As Supercommittee fails, Congress tries to stop automatic cuts

Discussion in 'Economics' started by Grandluxe, Nov 22, 2011.

  1. After months of meetings, huddles, posturing, and partisanship, the end came with a four-paragraph statement.

    The congressional supercommittee finally confirmed Monday afternoon what most Americans expected all along—that the bipartisan panel empowered to find at least $1.2 trillion in spending cuts could not come up with a proposal to vote on, let alone one that Congress could actually pass.

    Instead, some lawmakers are already trying to wiggle out of the threatened consequences.

    The $1.2 trillion in automatic cuts would slash both defense and nondefense programs for the next 10 years by about 9 percent.

    Although a single-digit decrease hardly sounds like a catastrophe, Defense Secretary Leon Panetta warned last week that the military reductions would “devastate” the Pentagon and would result in the smallest ground force since 1940, the smallest number of ships since 1915, and the smallest Air Force in history.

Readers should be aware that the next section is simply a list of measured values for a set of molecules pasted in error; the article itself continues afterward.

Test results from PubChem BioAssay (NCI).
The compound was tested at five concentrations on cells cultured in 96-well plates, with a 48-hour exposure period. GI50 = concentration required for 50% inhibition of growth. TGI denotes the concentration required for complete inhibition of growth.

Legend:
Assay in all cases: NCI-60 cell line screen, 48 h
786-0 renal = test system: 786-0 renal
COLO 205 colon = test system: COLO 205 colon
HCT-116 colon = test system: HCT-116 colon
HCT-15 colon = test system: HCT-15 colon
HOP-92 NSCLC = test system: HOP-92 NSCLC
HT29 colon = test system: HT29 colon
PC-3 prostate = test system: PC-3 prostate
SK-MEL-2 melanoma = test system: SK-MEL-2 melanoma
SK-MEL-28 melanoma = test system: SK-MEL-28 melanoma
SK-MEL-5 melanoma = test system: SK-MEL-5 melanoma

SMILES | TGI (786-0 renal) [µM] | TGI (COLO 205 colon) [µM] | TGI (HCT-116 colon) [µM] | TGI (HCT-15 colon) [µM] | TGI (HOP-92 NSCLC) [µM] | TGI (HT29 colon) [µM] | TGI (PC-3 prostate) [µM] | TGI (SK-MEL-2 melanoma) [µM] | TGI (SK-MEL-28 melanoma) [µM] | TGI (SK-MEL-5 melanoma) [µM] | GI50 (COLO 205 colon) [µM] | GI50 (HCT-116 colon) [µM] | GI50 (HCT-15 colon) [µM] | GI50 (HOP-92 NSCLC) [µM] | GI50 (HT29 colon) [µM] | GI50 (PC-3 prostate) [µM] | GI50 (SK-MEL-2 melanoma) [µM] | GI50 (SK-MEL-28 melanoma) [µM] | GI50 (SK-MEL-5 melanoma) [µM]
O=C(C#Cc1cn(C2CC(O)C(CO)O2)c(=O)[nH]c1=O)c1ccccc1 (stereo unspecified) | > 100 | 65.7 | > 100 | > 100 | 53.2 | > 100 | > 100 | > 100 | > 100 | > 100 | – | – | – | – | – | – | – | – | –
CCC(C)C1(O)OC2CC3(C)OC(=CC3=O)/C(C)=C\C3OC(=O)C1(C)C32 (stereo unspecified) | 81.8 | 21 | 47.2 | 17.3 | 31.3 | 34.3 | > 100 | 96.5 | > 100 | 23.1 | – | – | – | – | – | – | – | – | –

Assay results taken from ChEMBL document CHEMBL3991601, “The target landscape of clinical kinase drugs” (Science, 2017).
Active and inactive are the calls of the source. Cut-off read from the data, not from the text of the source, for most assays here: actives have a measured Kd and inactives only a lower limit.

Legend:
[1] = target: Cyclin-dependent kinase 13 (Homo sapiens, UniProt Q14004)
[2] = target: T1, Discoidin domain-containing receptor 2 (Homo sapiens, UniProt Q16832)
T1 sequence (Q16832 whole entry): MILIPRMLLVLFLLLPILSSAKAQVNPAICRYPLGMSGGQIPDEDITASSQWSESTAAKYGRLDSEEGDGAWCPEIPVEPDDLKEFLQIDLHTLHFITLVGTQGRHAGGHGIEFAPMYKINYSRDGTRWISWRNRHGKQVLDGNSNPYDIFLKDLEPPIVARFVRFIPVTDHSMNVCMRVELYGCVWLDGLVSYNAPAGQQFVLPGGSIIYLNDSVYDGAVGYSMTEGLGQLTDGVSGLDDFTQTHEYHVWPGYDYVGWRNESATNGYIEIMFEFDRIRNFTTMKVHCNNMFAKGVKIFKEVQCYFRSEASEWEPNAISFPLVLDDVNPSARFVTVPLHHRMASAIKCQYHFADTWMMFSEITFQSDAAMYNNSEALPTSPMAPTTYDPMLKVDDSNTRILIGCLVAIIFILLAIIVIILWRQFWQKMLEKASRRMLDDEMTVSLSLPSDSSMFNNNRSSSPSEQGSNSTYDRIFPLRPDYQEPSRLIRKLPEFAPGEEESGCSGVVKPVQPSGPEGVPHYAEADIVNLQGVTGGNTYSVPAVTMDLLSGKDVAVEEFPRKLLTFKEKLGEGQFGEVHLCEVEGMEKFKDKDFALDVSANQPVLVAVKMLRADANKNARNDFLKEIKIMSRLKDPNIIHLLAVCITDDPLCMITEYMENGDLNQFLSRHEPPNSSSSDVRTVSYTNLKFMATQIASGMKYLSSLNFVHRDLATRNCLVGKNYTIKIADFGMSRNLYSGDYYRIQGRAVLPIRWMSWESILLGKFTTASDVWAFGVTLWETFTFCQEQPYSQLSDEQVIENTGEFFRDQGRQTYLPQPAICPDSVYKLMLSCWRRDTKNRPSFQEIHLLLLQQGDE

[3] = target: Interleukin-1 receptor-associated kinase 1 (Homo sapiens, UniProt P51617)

Buck McKeon, chairman of the House Armed Services Committee, announced Monday that he would introduce legislation as soon as possible to stop the defense cuts and make Congress get the money from somewhere else in the budget.

    “I will not let these sequestration cuts stand,” McKeon said.

    In short, both sides are still vowing to get their way, despite having promised to go along with the automatic cuts if a deal couldn’t be reached so the pressure would force a compromise.

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  2. 1. Stop our warring in the ME

    2. Close 950 of our 1000 bases around the world.
  3. Smallest airforce in history? talk about creative accounting. The jets of today can each cost hundreds of millions of dollars, the days of thousand aircraft forces are over.

    I guess the rhetoric is shaping up to stop the automatic cuts, a pity. Someone should remind these bozos why they are doing the cuts, because if they don't a catastrophy will happen.
  4. joneog


    I wish they'd stop calling it defense.
  5. I betcha military contractors are going insane over this
  6. Those military contracts are about to hit the unemployment line.

    Defense contacts are halted for the most part.

    Or I should say "Bidding" on defense contracts has slowed to a grind right now.
  7. lindq


    Another big bag of gold just dropped in the lobbyists' laps.

    All those retired Generals now working on K street are partying big time.